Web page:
Self-control, Emerging Adulthood, and Desistance from Crime: a Partial Test of Pratt’s Integrated Self-control/Life-Course Theory of Offending
Although self-control and life-course perspectives are often viewed as competing, if not incompatible, theoretical traditions, Pratt (European Journal of Criminology, 13, 129–146, 2016) argues that the two perspectives are in many ways complementary. In his new integrated theory, self-control is viewed as a dynamic factor that is subject to change and that influences behavior over the life course, including the decreases in crime that typically come with age. Further, it is argued that increases in self-control reduce the likelihood of offending, in part, because they influence the social environments that individuals find themselves in, the activities they pursue, and their cognitive mindsets. In this study, we conduct a partial test of the integrated self-control/life-course theory, with a special focus on the theory’s relevance to desistance during emerging adulthood.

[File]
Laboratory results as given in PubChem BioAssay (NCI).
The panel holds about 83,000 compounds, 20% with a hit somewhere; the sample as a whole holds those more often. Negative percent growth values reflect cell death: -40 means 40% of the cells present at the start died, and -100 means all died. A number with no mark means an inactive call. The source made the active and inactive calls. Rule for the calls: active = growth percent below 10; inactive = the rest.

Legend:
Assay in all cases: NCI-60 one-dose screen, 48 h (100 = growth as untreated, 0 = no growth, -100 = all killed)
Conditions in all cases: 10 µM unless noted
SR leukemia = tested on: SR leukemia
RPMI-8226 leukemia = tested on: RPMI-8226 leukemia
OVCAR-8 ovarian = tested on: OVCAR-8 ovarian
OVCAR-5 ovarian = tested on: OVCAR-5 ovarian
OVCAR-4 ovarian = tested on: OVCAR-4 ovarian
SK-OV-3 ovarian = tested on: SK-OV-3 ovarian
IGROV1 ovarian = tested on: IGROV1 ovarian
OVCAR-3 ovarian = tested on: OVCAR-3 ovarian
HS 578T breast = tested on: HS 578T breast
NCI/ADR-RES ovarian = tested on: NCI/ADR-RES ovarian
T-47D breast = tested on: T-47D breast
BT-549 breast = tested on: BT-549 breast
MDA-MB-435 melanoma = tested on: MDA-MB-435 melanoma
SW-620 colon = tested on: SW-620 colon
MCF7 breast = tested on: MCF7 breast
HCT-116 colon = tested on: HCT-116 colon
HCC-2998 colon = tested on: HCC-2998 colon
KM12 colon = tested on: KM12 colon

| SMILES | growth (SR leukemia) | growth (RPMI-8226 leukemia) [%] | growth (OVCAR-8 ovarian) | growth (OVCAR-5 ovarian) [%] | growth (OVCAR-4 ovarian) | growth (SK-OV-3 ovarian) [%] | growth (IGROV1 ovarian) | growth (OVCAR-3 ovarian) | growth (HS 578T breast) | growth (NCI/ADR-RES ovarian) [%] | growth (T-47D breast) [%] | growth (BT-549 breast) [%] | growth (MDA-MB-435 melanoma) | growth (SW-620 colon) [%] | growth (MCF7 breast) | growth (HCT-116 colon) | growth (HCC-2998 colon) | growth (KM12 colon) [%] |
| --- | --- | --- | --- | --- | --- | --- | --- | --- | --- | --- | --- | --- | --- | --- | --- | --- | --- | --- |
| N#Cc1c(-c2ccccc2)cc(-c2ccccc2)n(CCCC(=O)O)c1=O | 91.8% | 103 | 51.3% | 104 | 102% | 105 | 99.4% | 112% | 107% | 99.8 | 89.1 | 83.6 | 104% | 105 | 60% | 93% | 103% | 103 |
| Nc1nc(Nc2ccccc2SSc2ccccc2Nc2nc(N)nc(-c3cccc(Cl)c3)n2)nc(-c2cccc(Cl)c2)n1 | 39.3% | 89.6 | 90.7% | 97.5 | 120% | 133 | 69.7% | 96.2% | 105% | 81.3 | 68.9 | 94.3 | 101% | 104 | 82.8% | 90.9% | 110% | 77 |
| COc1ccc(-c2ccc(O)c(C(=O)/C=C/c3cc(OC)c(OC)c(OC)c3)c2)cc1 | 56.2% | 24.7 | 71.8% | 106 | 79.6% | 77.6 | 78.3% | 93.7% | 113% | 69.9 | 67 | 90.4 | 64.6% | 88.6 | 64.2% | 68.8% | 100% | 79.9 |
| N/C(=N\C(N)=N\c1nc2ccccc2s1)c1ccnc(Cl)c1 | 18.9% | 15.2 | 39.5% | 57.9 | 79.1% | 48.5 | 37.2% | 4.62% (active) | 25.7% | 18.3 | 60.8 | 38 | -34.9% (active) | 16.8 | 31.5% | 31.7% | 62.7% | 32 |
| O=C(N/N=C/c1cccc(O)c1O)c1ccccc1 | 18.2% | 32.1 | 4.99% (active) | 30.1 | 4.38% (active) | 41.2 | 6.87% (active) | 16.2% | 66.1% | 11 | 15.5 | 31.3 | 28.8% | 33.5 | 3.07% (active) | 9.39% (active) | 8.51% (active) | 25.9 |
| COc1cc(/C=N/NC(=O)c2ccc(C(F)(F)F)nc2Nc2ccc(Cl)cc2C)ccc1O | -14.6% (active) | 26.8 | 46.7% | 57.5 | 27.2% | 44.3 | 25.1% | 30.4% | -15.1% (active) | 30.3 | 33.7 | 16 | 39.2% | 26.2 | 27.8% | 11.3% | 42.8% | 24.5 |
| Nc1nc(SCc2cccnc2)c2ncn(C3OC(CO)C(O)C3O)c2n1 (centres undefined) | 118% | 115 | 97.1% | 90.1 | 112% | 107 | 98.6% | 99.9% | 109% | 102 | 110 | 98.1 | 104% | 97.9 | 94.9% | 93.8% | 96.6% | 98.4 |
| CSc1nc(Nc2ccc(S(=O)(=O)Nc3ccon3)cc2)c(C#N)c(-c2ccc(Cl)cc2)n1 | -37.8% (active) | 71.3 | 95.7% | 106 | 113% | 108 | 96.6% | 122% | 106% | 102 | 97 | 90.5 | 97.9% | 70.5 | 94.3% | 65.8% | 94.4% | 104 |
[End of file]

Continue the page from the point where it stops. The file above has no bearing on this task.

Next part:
Longitudinal data from a large study of serious young offenders are used to examine within-person changes in self-control and other variables related to desistance from crime.
Although certain variables fail to behave as predicted, the overall pattern of results is consistent with the general thrust of the integrated theory, highlighting the role of self-control in the desistance process.
We find that absolute increases in self-control exert both direct and indirect inhibiting effects on offending, with the indirect effects operating through various life-course variables. Implications for theory and future research are discussed.
KeywordsSelf-control Social bonds Desistance from crime Life-course theory
We wish to thank Brent Teasdale, Frances Chen, and several anonymous reviewers for their helpful comments and suggestions.
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